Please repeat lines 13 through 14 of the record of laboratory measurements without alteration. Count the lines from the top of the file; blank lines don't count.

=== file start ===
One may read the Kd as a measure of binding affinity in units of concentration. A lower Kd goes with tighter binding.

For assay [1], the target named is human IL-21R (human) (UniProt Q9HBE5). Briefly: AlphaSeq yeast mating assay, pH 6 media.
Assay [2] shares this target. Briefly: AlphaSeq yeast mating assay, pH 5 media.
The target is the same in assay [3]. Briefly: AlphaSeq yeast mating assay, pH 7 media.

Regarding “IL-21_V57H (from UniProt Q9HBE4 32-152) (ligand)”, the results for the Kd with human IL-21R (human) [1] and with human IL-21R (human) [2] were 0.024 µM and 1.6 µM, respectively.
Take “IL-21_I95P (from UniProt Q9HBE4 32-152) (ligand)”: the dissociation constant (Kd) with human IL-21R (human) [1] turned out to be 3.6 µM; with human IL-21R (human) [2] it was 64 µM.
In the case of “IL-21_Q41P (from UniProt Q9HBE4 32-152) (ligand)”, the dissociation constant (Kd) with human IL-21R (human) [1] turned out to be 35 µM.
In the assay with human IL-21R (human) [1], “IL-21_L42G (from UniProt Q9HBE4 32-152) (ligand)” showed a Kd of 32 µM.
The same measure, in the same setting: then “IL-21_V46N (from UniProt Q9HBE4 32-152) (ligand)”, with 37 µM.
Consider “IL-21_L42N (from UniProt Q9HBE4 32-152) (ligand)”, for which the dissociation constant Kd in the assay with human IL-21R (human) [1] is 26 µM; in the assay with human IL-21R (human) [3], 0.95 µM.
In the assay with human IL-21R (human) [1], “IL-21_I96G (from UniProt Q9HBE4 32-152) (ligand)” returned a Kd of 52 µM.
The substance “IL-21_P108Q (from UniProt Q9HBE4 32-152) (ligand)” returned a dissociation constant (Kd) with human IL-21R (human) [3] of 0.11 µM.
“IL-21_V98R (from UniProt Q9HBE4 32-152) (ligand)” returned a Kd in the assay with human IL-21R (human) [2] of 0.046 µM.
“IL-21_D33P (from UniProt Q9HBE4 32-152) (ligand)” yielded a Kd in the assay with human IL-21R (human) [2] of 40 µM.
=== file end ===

“IL-21_V98R (from UniProt Q9HBE4 32-152) (ligand)” returned a Kd in the assay with human IL-21R (human) [2] of 0.046 µM.
“IL-21_D33P (from UniProt Q9HBE4 32-152) (ligand)” yielded a Kd in the assay with human IL-21R (human) [2] of 40 µM.